Understanding your pets wellness

When my pug was diagnosed with liver shunts that would eventually lead to other health issues and the decision to ease her suffering, I wanted to learn as much as I could about pet health and alternative methods for keeping my companion animals healthy and happy.

My research lead me to the Clayton College of Natural Health which offers a distance learning certificate program in “Holistic Care for Companion Animals. The program is self-paced and while I was given two years to complete my certification, I was able to complete it in less than a year.

I was thrilled with the course work and the textbooks that were provided, and learned a great deal about what I could do as a pet owner to help keep my pets well. While the certificate does not replace conventional veterinary care, and does not certify you to care for pets other than your own, it does give you excellent information.

The program starts with an overview of what holistic care for animals actually is, and the three textbooks for the course provided excellent information. The first textbook was The Nature of Animal Healing: The Definitive Holistic Medicine Guide to Caring for Your Dog and Cat by Martin Goldstein, DVM. The Encyclopedia of Natural Pet Care by CJ Puotinen, and Natural Health for Dogs and Cats, by Richard H. Pitcairn, DMV Phd and Susan Hubble Pitcairn were the other two textbooks required for this course. All three of them were easy to read and have remained reference books I use often in caring for my remaining dog and cats.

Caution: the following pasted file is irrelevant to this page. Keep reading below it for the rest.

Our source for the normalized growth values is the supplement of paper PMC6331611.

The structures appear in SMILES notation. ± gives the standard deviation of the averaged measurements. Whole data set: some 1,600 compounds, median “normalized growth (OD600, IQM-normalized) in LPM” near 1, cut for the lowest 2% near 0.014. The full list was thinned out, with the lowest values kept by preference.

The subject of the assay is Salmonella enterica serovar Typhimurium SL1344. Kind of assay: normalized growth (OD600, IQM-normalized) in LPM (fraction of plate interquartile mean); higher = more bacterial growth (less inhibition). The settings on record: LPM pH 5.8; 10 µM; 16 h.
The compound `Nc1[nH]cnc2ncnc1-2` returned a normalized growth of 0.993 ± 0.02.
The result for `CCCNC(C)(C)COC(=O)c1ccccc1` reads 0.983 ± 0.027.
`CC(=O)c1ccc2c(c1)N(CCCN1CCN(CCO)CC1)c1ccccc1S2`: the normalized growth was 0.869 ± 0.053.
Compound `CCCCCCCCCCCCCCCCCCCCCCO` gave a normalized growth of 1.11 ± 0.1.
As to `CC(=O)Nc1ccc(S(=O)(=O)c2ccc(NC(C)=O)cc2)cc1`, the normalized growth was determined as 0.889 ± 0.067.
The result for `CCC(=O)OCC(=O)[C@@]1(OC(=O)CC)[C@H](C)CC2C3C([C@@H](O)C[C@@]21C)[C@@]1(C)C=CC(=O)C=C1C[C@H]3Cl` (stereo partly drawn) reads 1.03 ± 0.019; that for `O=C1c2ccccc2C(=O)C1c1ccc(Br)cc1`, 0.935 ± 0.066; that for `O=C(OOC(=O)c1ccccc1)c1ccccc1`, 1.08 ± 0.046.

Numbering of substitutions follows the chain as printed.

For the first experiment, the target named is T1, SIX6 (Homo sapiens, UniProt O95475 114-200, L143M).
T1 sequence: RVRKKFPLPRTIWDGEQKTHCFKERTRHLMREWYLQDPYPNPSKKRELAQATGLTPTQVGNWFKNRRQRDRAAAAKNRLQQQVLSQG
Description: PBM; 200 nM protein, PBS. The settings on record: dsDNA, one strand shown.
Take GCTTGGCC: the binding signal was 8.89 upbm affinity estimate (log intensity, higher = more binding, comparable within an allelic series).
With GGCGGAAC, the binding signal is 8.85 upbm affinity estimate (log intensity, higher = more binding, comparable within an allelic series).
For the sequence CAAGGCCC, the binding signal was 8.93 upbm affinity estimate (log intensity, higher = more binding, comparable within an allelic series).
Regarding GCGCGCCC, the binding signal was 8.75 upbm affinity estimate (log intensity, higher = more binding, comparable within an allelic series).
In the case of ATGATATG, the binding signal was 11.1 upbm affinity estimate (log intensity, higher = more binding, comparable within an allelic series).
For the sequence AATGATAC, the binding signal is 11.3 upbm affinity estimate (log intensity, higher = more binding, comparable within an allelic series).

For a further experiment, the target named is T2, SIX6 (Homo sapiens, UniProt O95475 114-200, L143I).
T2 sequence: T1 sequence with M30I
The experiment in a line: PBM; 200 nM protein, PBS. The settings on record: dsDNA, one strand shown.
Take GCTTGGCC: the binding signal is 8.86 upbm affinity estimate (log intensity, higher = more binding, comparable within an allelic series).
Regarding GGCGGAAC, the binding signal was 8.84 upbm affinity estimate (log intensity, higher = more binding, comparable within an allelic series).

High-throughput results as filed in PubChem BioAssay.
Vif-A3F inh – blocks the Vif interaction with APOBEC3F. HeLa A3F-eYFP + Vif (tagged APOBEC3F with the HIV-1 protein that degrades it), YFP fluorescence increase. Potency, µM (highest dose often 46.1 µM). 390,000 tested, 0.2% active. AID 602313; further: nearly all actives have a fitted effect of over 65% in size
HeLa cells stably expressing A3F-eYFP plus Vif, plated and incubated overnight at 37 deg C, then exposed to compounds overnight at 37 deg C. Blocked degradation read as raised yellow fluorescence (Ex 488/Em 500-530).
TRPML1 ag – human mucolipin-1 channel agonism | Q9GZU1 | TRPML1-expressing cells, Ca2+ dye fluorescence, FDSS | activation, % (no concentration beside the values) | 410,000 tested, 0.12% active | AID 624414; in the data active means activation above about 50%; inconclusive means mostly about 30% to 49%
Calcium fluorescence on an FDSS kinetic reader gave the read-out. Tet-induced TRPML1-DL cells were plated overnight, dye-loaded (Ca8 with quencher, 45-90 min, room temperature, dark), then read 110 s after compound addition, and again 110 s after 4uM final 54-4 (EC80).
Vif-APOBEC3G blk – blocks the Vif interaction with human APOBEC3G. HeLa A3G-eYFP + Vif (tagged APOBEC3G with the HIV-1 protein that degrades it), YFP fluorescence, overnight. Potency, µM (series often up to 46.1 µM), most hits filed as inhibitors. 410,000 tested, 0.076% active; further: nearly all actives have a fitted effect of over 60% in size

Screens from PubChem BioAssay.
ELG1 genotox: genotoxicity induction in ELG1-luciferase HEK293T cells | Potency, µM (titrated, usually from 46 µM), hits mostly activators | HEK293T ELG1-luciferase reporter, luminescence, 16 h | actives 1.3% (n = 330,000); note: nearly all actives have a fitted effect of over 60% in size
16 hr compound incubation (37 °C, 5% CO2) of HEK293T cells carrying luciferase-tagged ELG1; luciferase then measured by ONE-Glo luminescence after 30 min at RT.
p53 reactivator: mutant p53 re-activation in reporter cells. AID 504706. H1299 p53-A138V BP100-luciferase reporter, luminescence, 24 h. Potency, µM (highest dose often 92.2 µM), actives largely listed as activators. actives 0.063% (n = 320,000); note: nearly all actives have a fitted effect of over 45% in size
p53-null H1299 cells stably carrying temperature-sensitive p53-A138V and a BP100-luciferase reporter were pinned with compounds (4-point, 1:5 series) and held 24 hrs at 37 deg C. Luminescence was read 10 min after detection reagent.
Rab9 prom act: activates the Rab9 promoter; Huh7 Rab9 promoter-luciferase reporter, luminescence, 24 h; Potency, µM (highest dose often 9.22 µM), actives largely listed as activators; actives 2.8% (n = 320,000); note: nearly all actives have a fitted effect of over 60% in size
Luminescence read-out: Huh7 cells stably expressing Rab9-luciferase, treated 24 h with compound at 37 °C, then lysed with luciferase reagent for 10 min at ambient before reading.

The next course dealt with bodywork for your companion animals, which detailed the advantages of body massages as a way to not only bond with your pet, but relax the pet and keep you aware of any physical changes in your pet. In her final days, my pug loved getting back massages, and my current dog just loves getting his paws and toes massaged. It puts him to sleep right away! The textbooks for this course were “The Healing Touch by Dr. Michael Fox and The Tellington TTouch by Linda Tellington-Jones and Sibyl Taylor.

The remaining courses discussed herbs; aromatherapy and flower essences for pets; traditional Chinese medicine for pets; and natural nutritional options. The five textbooks for those courses were fascinating and provided me with information and options that not only made the last days of my pug more comfortable, but have also helped me and my remaining pets. Especially interesting was the textbook for the traditional Chinese medicine – Four Paws, Five Directions by Cheryl Schwartz, DVM- which gave me anatomy points for acupressure points which helped with my pug’s pain.

With the help of this certificate program and the textbooks, I have stayed alert to any changes in my pet’s health and have been able to work with my veterinarian to provide the best possible care for my pets. Our companion animals give us unconditional love and trust, and the least we can do for them is to provide them with the best possible care and ensure their wellness with proper food, shelter, and when necessary, medical care.

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